Beefed up baiting program for the upper
Professional Wild Dog Controllers are being sought, to take part in a new, expanded wild dog control program in the Upper Hunter.
The Upper Hunter Professional Wild Dog Controller Program will see increased services available in the Singleton, Muswellbrook and Upper Hunter local government areas, targeting problem wild dogs and helping reduce attacks on livestock.
Expressions of interest are now being sought from Professional Wild Dog Controllers keen to participate in the project, to control programs, as well as reacting to dog attacks on livestock.
The program is worth nearly $1 million, over the next four years and would not have been possible without a significant grant from Australian Wool Innovation. Other key investors include Glencore, Rio Tinto, Bengala Mining Co. and National Parks and Wildlife Services. A memorandum of understanding has just been signed between Hunter Local Land Services and the Hunter Valley Combined Wild Dog Association to formalise the program.
Hunter Local Land Services General Manager Brett Miners said a combined program of this size has not been attempted in the region before.
“We welcome the investment from all the parties involved in trying to reduce the devastating impact of wild dogs on livestock and native species across the Upper Hunter,” Mr Miners said.
“We understand the emotional toll dog attacks can have on farming families and rural communities, which is why we need landholders across the Upper Hunter to work together with a nil-tenure approach to give the project the best chance of succeeding.”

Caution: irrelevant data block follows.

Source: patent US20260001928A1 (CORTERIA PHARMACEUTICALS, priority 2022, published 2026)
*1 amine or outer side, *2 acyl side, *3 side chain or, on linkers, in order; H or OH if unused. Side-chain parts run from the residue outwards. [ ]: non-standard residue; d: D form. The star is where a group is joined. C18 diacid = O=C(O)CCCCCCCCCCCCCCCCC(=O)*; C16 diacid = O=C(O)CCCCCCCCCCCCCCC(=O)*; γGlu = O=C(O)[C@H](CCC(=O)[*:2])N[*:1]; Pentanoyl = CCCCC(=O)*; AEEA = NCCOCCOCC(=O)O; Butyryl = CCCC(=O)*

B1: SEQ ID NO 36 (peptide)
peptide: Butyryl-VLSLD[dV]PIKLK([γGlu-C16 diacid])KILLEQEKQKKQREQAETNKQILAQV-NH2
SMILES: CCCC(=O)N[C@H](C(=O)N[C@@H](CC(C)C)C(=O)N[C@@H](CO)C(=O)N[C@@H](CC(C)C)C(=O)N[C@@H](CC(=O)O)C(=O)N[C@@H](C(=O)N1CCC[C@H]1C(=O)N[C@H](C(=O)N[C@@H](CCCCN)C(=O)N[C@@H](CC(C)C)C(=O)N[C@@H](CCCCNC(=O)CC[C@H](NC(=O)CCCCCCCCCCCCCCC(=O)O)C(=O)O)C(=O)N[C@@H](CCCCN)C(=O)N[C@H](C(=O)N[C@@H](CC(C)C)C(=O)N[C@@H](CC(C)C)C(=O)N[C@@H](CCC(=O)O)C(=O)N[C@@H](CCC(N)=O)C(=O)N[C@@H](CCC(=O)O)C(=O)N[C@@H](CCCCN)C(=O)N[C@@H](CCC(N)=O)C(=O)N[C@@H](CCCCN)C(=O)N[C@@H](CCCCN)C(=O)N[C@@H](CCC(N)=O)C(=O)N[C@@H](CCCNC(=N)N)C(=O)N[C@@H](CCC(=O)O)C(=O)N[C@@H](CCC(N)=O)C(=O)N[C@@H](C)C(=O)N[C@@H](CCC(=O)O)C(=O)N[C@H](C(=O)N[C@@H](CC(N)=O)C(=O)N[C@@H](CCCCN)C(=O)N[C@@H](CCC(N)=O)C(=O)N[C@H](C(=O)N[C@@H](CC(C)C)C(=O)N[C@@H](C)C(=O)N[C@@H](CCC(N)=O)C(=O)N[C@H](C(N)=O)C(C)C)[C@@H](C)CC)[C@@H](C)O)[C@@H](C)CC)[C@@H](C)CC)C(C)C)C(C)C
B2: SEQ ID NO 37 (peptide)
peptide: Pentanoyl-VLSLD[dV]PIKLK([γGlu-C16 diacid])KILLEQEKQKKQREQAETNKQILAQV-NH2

The Upper Hunter Professional Wild Dog Controller Program will be run in conjunction with wild dog management plans currently being upgraded across the district.
It comes as Hunter Local Land Services completed its largest ever seasonal baiting program, with a record number of baits laid across the region thanks to an increased number of participants.
More than 57,000 baits were distributed, with more than 33,000 aerially dropped in targeted areas. Another 500 individual landholders issued 23,664 meat baits, across private property, mining industry managed country, National Parks and Forestry Corporation managed sites.
Hunter Local Land Services acknowledges efforts of the 39 groups involved in the Autumn-Winter program, with an extra 75 landholders trained through the Vertebrate Pest Course. 71 dogs were also reported trapped by contractors and local landholders.
“Effective control of populations of wild dogs across the greater Hunter region is a priority for Hunter Local Land Services, and we understand it remains a major concern for landholders, because of the devastating effect wild dogs can have on livestock and native species,” Mr Miners said.
The next ground baiting program will commence in October and any interested parties are encouraged to contact their local Biosecurity Rangers to get involved.
Professional Controllers or landholders who want to be involved with the Upper Hunter Professional Wild Dog Control Program are also being urged to contact their nearest Local Land Services office for more information.